The National Center for Lesbian Rights
(NCLR) has agreed to represent a gay couple challenging Alabama's ban
on gay marriage.
James Strawser, 51, and John Humphrey,
38, were denied a marriage license in Mobile County, Alabama. The
men said that they filed the federal lawsuit after Humphrey was told
by hospital staff that they would not allow him to make decisions on
behalf of Strawser, who faces significant health issues, despite
having a medical power of attorney because he is not a family member
or a spouse.
On Monday, U.S. District Judge Callie
“Ginny” Granade ruled in the couple's favor, declaring Alabama's
ban unconstitutional, just days after she had ruled similarly in a
separate case. Both rulings are expected to take effect on Monday,
The couple told media outlets earlier
this week that they could not afford an attorney.
In a motion filed Friday on behalf of
the couple, NCLR attorneys asked the Eleventh Circuit Court of
Appeals in Atlanta to deny the state's request to stay the ruling
until the Supreme Court rules in cases challenging bans in Ohio,
Michigan, Kentucky and Tennessee.
NCLR lawyers noted in their filing that
the Supreme Court “has denied stays in every case in which a lower
court has struck down a state marriage ban” since October 6, the
day the high court refused to hear cases challenging bans in five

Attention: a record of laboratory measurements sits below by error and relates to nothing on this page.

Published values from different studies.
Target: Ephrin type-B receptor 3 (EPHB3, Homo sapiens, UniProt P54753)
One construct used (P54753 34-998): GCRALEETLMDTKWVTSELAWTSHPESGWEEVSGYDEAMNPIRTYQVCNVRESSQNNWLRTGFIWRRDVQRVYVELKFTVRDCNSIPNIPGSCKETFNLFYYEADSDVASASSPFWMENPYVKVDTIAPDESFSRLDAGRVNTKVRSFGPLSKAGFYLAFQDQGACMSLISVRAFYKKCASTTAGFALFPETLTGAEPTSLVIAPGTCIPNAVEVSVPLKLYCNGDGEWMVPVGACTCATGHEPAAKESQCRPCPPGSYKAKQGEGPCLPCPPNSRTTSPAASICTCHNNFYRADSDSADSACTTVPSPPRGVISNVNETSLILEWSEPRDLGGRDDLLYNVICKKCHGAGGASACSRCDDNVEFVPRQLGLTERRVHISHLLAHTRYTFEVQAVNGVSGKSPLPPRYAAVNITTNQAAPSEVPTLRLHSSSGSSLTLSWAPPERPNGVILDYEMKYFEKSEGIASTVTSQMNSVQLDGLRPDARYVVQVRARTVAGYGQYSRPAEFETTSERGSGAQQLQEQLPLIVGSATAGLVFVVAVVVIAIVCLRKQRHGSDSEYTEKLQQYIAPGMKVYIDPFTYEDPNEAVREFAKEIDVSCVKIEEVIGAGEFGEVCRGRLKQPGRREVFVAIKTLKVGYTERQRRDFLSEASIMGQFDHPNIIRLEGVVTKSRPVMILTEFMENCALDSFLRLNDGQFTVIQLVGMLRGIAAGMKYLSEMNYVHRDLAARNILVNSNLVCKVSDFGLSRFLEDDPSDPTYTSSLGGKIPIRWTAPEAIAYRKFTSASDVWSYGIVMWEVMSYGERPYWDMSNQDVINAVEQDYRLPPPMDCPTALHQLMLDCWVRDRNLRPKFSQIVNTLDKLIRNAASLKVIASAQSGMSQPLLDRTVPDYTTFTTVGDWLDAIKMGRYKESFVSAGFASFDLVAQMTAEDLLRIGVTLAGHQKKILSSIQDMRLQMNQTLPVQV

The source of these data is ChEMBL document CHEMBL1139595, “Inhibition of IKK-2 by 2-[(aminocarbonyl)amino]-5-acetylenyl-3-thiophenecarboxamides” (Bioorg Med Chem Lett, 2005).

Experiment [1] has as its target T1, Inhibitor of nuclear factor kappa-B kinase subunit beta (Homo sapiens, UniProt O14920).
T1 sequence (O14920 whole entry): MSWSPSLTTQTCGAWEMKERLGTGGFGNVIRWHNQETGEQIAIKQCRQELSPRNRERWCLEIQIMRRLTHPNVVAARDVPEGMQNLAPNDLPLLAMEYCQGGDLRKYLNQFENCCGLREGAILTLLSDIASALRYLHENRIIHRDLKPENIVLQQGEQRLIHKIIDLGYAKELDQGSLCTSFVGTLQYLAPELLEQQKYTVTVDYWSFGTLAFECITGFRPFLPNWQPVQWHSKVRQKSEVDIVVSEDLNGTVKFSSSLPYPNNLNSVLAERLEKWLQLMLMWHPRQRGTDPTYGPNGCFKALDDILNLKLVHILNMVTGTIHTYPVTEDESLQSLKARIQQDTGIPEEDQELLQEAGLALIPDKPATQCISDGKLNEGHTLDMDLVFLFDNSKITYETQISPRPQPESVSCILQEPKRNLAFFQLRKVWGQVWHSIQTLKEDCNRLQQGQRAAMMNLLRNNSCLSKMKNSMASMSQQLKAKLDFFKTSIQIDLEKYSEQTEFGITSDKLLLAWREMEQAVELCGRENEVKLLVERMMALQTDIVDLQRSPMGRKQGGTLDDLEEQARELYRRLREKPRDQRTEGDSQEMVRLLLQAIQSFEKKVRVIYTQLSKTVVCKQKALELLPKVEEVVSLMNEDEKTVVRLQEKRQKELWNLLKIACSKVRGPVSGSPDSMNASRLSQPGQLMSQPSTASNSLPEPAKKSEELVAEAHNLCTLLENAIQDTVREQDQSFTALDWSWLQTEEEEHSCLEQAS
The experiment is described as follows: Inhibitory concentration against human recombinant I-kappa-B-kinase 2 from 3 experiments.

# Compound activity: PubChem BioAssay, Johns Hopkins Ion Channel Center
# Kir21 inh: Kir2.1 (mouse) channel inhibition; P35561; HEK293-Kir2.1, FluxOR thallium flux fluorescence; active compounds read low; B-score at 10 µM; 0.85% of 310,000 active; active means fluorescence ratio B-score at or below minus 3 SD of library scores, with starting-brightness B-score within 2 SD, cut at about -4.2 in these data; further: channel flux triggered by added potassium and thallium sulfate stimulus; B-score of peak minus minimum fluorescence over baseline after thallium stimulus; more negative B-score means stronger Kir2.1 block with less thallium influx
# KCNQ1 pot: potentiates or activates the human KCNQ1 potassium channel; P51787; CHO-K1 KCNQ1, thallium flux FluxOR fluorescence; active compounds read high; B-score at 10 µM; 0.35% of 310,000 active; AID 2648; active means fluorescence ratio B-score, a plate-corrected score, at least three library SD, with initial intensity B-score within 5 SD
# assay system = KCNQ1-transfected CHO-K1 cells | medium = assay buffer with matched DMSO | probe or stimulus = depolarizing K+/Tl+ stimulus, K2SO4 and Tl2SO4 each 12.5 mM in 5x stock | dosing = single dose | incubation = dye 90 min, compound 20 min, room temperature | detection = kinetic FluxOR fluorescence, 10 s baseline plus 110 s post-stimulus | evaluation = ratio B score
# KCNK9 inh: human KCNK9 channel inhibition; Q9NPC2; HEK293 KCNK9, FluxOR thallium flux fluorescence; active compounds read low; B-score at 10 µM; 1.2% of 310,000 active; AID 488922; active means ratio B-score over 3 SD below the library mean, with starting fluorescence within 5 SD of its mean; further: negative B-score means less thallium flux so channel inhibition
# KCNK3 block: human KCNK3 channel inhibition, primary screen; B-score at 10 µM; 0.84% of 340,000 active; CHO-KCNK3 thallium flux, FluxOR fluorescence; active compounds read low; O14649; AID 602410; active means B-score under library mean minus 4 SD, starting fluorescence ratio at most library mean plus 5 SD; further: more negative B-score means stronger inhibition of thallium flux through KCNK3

A stay is “unwarranted in light of
recent decisions by the Supreme Court of the United States to deny
stays pending appeal in similar cases, including a case from Florida
in which this Court previously denied a stay,” NCLR lawyers argued.
“We are honored to represent Jim and
John as they continue their fight to obtain the same family
protections that other Alabama couples enjoy,” Christopher F.
Stoll, NCLR senior staff attorney, said in a statement. “They have
done a remarkable job standing up for their rights on their own, and
we look forward to helping them make the strongest possible case on
appeal. We hope the Eleventh Circuit will agree there is no legal
basis to delay allowing Alabama couples access to the respect and
protections of civil marriage, and that on February 9, Alabama will
join the 36 other states in which all couples have the freedom to
Birmingham attorney Heather Fann is
also representing the couple.